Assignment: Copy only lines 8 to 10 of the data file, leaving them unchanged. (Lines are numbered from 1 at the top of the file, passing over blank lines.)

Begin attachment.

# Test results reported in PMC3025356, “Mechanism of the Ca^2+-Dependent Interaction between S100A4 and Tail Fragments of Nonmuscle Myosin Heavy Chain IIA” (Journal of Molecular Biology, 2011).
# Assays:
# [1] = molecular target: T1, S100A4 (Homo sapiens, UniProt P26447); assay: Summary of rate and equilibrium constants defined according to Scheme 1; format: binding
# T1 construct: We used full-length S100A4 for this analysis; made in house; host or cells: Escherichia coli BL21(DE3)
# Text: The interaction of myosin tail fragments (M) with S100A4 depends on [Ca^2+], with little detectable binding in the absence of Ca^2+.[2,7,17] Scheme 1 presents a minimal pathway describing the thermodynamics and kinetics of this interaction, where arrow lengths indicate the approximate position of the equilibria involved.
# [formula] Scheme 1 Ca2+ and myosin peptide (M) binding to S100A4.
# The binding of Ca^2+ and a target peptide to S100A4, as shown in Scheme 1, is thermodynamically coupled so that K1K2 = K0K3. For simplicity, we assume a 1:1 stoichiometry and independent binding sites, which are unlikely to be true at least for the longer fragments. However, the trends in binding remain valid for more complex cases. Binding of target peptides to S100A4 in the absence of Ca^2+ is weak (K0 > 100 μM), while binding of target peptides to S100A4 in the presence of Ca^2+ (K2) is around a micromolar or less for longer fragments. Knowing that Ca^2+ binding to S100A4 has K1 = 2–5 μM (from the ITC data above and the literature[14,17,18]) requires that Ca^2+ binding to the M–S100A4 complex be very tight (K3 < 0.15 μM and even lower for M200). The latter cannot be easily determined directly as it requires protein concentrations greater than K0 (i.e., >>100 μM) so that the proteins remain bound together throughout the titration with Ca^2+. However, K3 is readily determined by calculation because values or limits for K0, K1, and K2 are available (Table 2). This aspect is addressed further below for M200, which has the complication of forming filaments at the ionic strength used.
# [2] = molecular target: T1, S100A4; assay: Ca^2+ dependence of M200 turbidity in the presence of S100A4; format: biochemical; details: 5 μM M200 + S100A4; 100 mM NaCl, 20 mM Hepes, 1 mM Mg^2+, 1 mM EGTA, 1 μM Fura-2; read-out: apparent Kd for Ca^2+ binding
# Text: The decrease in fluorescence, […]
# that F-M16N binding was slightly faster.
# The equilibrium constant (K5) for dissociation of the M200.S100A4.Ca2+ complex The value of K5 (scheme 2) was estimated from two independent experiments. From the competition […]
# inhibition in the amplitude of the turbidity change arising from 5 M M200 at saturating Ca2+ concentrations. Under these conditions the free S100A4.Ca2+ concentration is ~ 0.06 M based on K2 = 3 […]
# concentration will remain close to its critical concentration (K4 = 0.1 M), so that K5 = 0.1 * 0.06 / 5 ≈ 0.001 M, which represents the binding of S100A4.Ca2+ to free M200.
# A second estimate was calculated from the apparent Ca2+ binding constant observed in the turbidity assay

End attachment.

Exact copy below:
# [2] = molecular target: T1, S100A4; assay: Ca^2+ dependence of M200 turbidity in the presence of S100A4; format: biochemical; details: 5 μM M200 + S100A4; 100 mM NaCl, 20 mM Hepes, 1 mM Mg^2+, 1 mM EGTA, 1 μM Fura-2; read-out: apparent Kd for Ca^2+ binding
# Text: The decrease in fluorescence, […]
# that F-M16N binding was slightly faster.